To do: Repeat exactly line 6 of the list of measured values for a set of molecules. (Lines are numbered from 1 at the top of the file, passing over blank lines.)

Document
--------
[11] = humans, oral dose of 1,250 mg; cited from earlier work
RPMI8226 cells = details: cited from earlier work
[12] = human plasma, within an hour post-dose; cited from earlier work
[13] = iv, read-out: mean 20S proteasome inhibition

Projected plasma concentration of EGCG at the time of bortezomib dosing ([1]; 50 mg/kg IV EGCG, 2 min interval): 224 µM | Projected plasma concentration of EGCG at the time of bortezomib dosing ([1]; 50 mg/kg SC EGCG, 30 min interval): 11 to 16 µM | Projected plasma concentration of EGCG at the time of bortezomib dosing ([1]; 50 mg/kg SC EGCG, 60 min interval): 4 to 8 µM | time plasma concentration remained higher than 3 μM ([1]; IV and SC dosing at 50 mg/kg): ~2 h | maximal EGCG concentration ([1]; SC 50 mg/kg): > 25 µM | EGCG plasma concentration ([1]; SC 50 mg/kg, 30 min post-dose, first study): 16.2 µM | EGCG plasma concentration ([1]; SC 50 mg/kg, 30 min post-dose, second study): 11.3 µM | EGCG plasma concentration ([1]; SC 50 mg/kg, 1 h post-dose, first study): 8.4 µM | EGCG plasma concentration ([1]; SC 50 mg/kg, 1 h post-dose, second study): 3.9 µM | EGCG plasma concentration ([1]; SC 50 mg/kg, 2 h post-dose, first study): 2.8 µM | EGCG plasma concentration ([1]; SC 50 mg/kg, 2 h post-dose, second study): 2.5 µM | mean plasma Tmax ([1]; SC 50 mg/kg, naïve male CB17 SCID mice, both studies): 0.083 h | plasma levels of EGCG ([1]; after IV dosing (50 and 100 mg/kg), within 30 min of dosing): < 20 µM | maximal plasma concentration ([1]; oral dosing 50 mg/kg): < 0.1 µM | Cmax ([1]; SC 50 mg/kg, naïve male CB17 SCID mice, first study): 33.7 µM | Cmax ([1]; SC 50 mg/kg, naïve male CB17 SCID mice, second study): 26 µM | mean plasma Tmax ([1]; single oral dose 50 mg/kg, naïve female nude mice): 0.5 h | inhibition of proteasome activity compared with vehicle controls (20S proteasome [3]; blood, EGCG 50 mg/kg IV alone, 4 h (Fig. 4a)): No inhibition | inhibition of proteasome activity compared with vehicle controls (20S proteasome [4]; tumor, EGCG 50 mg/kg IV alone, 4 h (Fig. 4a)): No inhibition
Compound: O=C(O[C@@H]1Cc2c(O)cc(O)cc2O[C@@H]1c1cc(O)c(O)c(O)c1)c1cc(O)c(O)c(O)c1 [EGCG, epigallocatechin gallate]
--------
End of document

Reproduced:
Compound: O=C(O[C@@H]1Cc2c(O)cc(O)cc2O[C@@H]1c1cc(O)c(O)c(O)c1)c1cc(O)c(O)c(O)c1 [EGCG, epigallocatechin gallate]